Change is hard. Whenever you make an adjustment to your services, your website, the menu on your phone system, or your actual product, it's not uncommon for your customers to cry foul. Generally, people like routine and are creatures of habit. Change causes stress and, frequently, resistence.
Earlier today I was walking my dogs and we usually pass a pre-school while we're out. All the kids love to come to the fence to say hi to my little dog; he just loves kids and barks to let them know he's arrived. This morning, my little furball barked and all the children came scampering over to the fence. All of them were smiling and trying to pet him, except one little boy who was screaming and crying. My first fear was that the daycare folks would think my dog did something to the child, but one of the yard monitors quickly told me, "It's his first day. He's not very happy"
A kid's first trip to pre-school can be traumatic. For the very first time in their lives they're with total strangers, away from the people they know, and forced to stay in a strange environment where nothing and no one is familiar. Change is hard; no matter how old (or young) we are. Sometimes we'd all like to scream and cry and stomp our feet when change hits us upside the head. Unfortunately, as we grow up this kind of behavior is frowned upon.
The reality is your business is going to make changes. Sometimes they're for the better and sometimes you'll think they're for the best, but they turn out not to be.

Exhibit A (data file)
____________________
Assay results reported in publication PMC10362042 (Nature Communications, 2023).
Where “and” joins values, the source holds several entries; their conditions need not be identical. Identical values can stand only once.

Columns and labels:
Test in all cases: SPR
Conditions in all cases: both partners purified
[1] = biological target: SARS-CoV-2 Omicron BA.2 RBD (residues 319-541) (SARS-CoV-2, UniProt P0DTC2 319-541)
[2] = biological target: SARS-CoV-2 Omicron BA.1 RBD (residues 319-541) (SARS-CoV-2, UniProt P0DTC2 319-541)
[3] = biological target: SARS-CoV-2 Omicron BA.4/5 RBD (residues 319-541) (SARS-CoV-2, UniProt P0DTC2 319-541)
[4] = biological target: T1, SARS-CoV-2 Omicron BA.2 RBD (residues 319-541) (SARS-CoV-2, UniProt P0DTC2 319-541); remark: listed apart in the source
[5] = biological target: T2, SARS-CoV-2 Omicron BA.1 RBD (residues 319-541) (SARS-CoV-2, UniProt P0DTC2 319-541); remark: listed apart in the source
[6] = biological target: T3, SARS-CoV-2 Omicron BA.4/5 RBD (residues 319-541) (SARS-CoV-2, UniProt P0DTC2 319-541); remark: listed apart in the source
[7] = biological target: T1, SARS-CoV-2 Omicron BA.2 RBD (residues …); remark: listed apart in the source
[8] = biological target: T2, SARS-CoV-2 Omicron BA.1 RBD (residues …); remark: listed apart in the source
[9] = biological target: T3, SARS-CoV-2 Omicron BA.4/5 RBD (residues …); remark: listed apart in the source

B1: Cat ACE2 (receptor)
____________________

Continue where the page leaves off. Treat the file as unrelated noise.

Customers like to feel as if they're in it with you. They oftentimes feel like partners or even investors. They don't like to be surprised, inconvenienced, or annoyed. They want to be included. If they're part of a change, or adequately informed about it, it goes down smoother.
The next time your business is thinking of making a change, remember your customers. Can they be part of it? Can you seek their advice? If that's not possible, how can you best inform them of the change? Can you email them about it in advance? Can you guide them through the process with some simple education?
As adults, we're not supposed to throw temper tantrums like the kid on his first day at pre-school. However, in this age of social media, we all know that those outbursts manifest themselves in a different way: snarky tweets, hateful Facebook updates, critical blog posts, and more. Change is hard, but it doesn't always have to be traumatic.
Photo Credit: Photobucket/B. Mahfood
Awesome advice Amber. I enjoy change (err.. ok.. generally when I facilitate it!) but I do try and remember that there are many people who don't like change - ever! So remembering to communicate the change before hand is a great idea and even better if you can include them in the process.ReplyDelete
Thanks so much for stopping by, Judy! Yeah, change is easier if you're the driver, isn't it? ;-)ReplyDelete